The notice board of the Sultan Bathery branch of Kerala’s mighty State Bank of Travancore (SBT) looks similar to that of notice boards in police stations displaying mug shots of wanted criminals. On the board, are pinned several pictures of small-scale and medium-scale farmers with a screaming headline which marks them as those who are ‘cheating’ the bank. According to the bank staff, this public humiliation is the latest ‘strategy’ of the new branch manager, MK Snehajan, to shame defaulters.
Sultan Bathery is a part of the backward Wayanad district which, like Vidharbha and Anantapur, has seen a high number of farmer suicides in the last two decades. Instead of providing respite from private money lenders and local landlords, who have exploited farmers for centuries by their oppressive loan recovery tactics, these nationalised banks are adding to the woes of the farmers in the region.
Such humiliation and harassment cannot possibly be a part of any loan recovery strategy. The issue was brought to the attention of the main branch of the SBT but to no effect. Snehajan is not ready to relent. According to him, defaulters among farmers are wilful cheaters who have diverted loans for meeting wedding expenses and the educational needs of their children.
“It was in the year 2004 that 130 farmers committed suicide in Wayanad, mainly because of harassment by crazy managers of nationalised banks,” says K Narayanan, a social activist from Mananthavady. “The number has gone down in the following years, not because of any improvement in the living standards of farmers but only because of stiff resistance from farmer organisations against recovery measures. The once powerful Farmers Relief Forum (FRF), led by its firebrand leader AC Varkey, physically prevented bank managers from harassing families of farmers. Now the FRF is weak and recovery specialists in banks are violating all rules for legal recovery to harass and torment farmers,’’ he adds.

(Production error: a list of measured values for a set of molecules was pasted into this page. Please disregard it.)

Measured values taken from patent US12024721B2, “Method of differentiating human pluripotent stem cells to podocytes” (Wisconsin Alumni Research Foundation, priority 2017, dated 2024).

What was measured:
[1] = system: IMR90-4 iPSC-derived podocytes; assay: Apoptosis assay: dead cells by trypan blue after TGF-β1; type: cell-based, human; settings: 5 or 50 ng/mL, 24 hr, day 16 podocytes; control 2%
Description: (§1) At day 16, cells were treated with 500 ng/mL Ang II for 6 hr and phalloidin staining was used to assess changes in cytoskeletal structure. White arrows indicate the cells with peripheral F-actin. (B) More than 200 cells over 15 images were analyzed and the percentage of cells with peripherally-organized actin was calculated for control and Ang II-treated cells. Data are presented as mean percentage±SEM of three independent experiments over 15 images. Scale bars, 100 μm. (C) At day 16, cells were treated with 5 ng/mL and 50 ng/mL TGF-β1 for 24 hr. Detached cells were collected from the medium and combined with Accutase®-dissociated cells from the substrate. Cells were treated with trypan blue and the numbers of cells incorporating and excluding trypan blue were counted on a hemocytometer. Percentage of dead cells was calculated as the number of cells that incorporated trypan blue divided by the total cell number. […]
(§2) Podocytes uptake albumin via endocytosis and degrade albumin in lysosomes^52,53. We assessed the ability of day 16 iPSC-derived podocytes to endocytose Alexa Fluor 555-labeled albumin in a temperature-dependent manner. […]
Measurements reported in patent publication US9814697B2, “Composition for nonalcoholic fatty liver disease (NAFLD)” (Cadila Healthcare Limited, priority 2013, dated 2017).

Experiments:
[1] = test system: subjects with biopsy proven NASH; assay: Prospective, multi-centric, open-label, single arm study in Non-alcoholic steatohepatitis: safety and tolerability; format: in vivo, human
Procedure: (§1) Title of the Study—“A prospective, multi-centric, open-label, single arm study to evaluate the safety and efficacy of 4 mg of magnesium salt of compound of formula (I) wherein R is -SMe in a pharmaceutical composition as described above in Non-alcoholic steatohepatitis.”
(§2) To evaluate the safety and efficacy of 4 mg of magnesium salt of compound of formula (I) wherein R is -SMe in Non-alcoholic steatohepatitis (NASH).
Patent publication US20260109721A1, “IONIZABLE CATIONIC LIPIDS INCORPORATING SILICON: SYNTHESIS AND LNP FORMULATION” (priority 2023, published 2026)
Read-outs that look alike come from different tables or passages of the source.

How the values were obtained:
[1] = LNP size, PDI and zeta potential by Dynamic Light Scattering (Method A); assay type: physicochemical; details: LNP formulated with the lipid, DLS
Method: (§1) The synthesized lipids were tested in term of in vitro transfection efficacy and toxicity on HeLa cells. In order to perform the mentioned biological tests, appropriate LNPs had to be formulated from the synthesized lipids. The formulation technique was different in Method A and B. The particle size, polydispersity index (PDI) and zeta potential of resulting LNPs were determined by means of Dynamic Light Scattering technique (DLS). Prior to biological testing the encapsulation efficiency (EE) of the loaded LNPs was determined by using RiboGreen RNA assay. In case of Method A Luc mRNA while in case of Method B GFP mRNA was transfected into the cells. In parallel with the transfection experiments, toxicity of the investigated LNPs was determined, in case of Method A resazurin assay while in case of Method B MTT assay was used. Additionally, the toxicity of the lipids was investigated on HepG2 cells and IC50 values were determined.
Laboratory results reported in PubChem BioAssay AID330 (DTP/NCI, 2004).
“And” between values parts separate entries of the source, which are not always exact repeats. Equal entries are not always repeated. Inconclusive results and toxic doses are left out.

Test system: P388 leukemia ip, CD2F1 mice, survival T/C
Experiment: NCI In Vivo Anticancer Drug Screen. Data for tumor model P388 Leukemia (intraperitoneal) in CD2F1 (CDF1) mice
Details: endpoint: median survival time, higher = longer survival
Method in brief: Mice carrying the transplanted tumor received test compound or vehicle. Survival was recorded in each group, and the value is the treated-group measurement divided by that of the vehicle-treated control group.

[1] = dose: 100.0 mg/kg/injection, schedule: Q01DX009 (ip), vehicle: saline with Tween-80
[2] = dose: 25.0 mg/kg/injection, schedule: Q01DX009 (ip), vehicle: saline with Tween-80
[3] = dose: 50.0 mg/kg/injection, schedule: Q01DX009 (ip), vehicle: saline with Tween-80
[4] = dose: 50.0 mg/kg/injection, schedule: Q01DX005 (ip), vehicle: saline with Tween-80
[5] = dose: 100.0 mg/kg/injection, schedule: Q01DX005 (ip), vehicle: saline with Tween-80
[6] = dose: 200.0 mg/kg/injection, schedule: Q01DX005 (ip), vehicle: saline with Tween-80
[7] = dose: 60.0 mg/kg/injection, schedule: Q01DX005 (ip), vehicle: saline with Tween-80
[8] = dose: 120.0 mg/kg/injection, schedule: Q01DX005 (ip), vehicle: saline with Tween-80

The SBT promises incentives to managers who can ensure maximum debt collections. Therefore, managers like Snehajan have undertaken questionable methods of debt collection.
Last week, a Palakkadbased journalist visited the SBT branch in Sultan Bathery. He saw the photographs of the ‘wanted farmers’ on the notice board and clicked pictures of it from his mobile phone. This infuriated the manager who ordered the bank security to seize the mobile phone. When the journalist challenged the manager to hand him over to the police, the manager backtracked.
Mangers harassing farmers has become a commonplace thing. “Last month, a bank manager came to my house and showered abuses at me for not paying the borrowed loan,” says S Sarojiniyamma (name changed), a farmer from Kallur near Muthanga. “She said that I had built my house by cheating the bank. I pleaded with her that I would repay the debt once we get a better harvest but she continued abusing me,’’ she adds.
Echome Gopi of the Revolutionary Socialist Party (RSP) says that the authorities are conveniently forgetting the fact that even nationalised banks are pushing farmers to suicide. “It was not long ago that Union Agriculture Minister Radha Mohan Singh found failed love affairs, dowry disputes and impotency as reasons for farmer suicides. Nationalised banks have gone a step ahead of even private money lenders with their debt collection methods,” says Gopi.
Farmers contacted by TEHELKA have also named other banks such as Canara Bank and the Kerala Grameen Bank, which adopt similar methods for harassing farmers. It is one of the reasons why suicide attempts by farmers are on the rise in the region. Kerala’s much hyped Debt Relief Comission is also failing the indebted farmers because of its lacklustre attitude. “It is true that certain farmers diverted agricultural loans to provide for the education of their children. They hoped that a good yield would help clear the loans easily. However crop failures and price instability have dashed their hopes,” says Gopi. But, should the consequence of this be strategised harassment and humiliation so that an already vulnerable group is pushed towards suicide? We need to ask this question to our national institutions.